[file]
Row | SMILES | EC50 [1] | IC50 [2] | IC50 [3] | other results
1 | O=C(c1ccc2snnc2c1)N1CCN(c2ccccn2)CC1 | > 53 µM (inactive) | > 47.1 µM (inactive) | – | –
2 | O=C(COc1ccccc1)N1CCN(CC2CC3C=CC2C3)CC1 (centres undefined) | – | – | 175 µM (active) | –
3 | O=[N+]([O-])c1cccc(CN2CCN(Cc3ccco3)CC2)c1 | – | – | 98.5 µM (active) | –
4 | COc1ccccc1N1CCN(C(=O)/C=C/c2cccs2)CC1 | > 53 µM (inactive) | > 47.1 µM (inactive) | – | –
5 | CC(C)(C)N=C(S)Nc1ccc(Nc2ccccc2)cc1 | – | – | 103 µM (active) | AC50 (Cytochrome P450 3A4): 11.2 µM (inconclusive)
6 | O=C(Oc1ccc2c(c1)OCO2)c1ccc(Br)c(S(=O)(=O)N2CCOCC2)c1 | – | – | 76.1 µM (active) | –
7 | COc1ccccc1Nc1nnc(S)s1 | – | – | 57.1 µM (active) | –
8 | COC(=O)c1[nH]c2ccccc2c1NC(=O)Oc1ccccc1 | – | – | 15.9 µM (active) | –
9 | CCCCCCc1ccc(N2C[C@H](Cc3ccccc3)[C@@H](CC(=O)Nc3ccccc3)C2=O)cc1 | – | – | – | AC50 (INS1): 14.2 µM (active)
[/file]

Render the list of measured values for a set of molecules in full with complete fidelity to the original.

Row | SMILES | EC50 [1] | IC50 [2] | IC50 [3] | other results
1 | O=C(c1ccc2snnc2c1)N1CCN(c2ccccn2)CC1 | > 53 µM (inactive) | > 47.1 µM (inactive) | – | –
2 | O=C(COc1ccccc1)N1CCN(CC2CC3C=CC2C3)CC1 (centres undefined) | – | – | 175 µM (active) | –
3 | O=[N+]([O-])c1cccc(CN2CCN(Cc3ccco3)CC2)c1 | – | – | 98.5 µM (active) | –
4 | COc1ccccc1N1CCN(C(=O)/C=C/c2cccs2)CC1 | > 53 µM (inactive) | > 47.1 µM (inactive) | – | –
5 | CC(C)(C)N=C(S)Nc1ccc(Nc2ccccc2)cc1 | – | – | 103 µM (active) | AC50 (Cytochrome P450 3A4): 11.2 µM (inconclusive)
6 | O=C(Oc1ccc2c(c1)OCO2)c1ccc(Br)c(S(=O)(=O)N2CCOCC2)c1 | – | – | 76.1 µM (active) | –
7 | COc1ccccc1Nc1nnc(S)s1 | – | – | 57.1 µM (active) | –
8 | COC(=O)c1[nH]c2ccccc2c1NC(=O)Oc1ccccc1 | – | – | 15.9 µM (active) | –
9 | CCCCCCc1ccc(N2C[C@H](Cc3ccccc3)[C@@H](CC(=O)Nc3ccccc3)C2=O)cc1 | – | – | – | AC50 (INS1): 14.2 µM (active)